More information, please… vs. empirical evidence

November 2, 2007

I have read More information, please from Newsweek Health about the experience of Cleveland Clinic providing clinical information to patients using the Internet

At the Cleveland Clinic, under a program called MyChart, patients are even given access (via a password-protected Web site) to their medical charts. They can get test results, renew prescriptions and request second opinions, among other options. This taboo-breaking initiative—110,000 participants so far, with thousands more signing up every month—has already shown results. Diabetes patients who use MyChart, for example, do a better job of controlling their glucose levels. “There’s no question about the enormity of the change,” says Cosgrove. “We’ve embraced this.”

The article also deals with the growth of health Internet seekers and physicians’ attitude about this fact. I would differentiate these two points. The growth of health Internet seekers is based on empirical evidence but there isn’t enough empirical evidence -or the evidence is not clear enough – about the physicians’ attitude and about how patients manage the information (see the Patient Empowerment Paradox)

As part of the Project Internet Catalonia, a study of the use of the Internet in health related issues among the population at large, the patients’ associations, and the health professionals, had been done using Internet surveys adapted to each one of these groups. I have presented some of the results at Towards a Social Science of Web 2.0 – Health and the Internet: still Web 1. See below some of the key findings related to healthcare professionals and the Internet users:

  • Professionals are connected to Internet and make an intensive use of the Net, mainly for questions related to the search and consultation of information.
  • The use of the Internet as a communication medium with other professionals of the sector is extended among all the professionals, but the levels of use of the Internet or the electronic mail to communicate or interact with their patients or users is scarce.
  • The increase of the information flows available in the Internet has not been accompanied by an increase in its interaction.
  • However, we have to emphasize a tendency that indicates that those professionals who develop their professional practice in competitive markets make more intensive use of the Internet and the electronic mail to interact with their patients or users.
  • Most professionals positively value the relevance of the contents available in the Internet and they do not consider that the patient search for information is negative either for the professional – patient relationship or for the patients’ management of their health.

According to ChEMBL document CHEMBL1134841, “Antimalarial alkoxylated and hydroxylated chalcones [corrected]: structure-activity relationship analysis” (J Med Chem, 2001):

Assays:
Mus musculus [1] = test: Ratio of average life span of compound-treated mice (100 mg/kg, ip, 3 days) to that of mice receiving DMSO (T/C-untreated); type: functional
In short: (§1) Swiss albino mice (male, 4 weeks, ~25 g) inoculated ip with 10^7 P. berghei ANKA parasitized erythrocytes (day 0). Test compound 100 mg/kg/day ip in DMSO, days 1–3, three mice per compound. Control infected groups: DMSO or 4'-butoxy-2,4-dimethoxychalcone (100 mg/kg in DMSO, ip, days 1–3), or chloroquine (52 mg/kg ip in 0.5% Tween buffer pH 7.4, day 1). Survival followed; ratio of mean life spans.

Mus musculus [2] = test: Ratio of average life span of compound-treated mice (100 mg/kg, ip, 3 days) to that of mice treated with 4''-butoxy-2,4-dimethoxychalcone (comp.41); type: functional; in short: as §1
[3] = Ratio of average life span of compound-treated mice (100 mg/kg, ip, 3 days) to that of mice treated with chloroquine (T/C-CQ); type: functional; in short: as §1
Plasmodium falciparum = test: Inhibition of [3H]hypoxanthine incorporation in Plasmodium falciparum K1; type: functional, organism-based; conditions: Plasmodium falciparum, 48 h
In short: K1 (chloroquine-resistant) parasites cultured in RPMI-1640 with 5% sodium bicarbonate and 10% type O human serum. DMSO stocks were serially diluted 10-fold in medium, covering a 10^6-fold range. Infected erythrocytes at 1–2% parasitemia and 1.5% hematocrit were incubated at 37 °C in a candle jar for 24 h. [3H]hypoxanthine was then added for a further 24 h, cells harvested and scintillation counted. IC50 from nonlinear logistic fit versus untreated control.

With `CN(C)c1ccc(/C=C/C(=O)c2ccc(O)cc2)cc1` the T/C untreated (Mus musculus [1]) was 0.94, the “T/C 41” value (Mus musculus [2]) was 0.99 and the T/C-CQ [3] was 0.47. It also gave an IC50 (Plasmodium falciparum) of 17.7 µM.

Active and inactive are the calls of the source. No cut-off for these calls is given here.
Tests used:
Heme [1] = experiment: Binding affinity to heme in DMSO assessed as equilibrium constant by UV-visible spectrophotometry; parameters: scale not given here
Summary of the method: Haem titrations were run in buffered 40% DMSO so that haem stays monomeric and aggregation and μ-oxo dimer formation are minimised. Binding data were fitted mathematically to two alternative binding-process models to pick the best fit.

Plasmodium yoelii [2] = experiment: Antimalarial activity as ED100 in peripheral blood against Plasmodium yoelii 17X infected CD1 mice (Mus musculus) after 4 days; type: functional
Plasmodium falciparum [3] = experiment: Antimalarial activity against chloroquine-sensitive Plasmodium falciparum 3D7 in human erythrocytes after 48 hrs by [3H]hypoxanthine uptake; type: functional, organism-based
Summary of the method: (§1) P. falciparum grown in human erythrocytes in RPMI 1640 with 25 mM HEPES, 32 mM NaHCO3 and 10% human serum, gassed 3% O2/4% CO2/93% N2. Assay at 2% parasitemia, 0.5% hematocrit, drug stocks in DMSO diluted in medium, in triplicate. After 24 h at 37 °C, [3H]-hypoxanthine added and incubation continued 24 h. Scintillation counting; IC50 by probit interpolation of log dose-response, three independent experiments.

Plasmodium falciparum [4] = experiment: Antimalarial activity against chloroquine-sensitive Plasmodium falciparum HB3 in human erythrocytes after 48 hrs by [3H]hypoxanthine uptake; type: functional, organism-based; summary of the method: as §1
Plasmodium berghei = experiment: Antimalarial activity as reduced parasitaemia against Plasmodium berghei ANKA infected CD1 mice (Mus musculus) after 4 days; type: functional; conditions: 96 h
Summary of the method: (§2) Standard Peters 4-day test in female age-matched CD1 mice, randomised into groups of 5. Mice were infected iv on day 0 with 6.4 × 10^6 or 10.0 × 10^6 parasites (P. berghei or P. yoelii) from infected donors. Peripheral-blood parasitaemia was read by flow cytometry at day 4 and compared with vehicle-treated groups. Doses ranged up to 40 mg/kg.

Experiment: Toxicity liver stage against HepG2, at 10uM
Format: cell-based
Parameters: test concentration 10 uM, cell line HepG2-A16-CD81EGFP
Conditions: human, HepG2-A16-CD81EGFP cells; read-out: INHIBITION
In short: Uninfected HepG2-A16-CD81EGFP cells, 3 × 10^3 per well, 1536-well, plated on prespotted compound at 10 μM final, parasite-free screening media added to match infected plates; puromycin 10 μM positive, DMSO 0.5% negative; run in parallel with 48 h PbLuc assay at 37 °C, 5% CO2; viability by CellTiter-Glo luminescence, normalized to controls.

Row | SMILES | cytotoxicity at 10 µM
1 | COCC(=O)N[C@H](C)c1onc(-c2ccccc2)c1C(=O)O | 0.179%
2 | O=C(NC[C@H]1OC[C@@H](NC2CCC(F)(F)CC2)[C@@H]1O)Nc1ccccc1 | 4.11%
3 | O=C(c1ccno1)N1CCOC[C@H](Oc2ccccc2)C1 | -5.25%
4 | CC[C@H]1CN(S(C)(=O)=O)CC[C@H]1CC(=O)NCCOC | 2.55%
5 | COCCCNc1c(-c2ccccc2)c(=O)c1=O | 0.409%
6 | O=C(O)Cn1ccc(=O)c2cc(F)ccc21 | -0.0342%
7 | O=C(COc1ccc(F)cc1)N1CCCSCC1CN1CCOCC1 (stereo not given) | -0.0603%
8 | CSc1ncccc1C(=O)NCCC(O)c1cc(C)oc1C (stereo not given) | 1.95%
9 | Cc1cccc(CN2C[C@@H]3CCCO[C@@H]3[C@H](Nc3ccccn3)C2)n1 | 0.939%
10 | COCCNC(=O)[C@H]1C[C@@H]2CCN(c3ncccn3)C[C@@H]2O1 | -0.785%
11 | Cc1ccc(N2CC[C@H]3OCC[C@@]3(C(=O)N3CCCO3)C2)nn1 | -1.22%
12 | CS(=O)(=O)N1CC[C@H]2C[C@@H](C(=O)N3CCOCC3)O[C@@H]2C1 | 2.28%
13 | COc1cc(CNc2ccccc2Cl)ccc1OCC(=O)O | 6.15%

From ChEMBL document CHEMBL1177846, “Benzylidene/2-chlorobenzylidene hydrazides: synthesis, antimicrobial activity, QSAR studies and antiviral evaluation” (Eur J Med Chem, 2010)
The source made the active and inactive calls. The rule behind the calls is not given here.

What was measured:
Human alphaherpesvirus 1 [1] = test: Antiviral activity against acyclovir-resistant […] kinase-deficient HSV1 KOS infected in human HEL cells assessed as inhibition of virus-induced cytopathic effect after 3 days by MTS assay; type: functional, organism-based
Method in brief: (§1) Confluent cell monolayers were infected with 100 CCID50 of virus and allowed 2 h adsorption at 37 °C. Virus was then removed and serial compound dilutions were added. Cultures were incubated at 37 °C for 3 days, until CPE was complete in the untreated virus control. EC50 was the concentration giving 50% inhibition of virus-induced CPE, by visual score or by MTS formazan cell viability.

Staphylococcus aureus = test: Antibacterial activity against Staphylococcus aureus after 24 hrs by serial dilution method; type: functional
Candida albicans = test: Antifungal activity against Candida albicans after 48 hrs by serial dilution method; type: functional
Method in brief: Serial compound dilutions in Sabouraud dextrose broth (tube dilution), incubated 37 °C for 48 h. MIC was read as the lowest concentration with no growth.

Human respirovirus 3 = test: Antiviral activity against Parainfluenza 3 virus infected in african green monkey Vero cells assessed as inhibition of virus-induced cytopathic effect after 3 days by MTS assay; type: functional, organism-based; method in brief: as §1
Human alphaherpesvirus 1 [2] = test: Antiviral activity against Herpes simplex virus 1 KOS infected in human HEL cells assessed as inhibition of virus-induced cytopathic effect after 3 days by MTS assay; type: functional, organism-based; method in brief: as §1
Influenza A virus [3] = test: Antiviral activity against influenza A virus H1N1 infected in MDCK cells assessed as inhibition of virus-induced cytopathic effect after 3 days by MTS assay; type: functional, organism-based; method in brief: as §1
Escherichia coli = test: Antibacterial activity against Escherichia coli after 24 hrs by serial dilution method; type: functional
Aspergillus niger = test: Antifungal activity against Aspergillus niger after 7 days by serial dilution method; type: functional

• However just a small percentage of professionals recommend their patients to consultation health information on the Internet or even talk about the Internet with them. This is probably due to the lack of time during their face to face visits.
  • Nevertheless, the behaviour of the pharmacists shows us a new case where the factors related to the market oriented context is the key. These professionals do not have time constrictions and are more accessible that the rest of the professionals, given the physical distribution of the pharmacies.

The Internet survey carried out by Internet users shows us:

  • Internet users are characterized by: the high proportion of women, a high education level, easy access to the Internet from their own home, and a high frequency of use. They integrate the use of different sources of information in their activities related to the health. However, physicians are the key source.
  • Women have a more active role than men with all the sources, including the Internet
  • The frequency of use of the Internet for questions related to health is far from the levels that would allow us to talk about ciberchondriacs.
  • The people’s interest on patients support groups as an information source remind us of the importance of lay knowledge, since the utility and the confidence of this source is very high.
  • The main consequence of the Internet use for questions related to health is the increase of information available. Just a low percentage of people makes decisions relative to the diagnosis or treatments of their health problem. This data supports the hypothesis of the people’s consciousness when they manage the inherent tension to the use of the Internet, emphasizing the need of the physicians as an expert.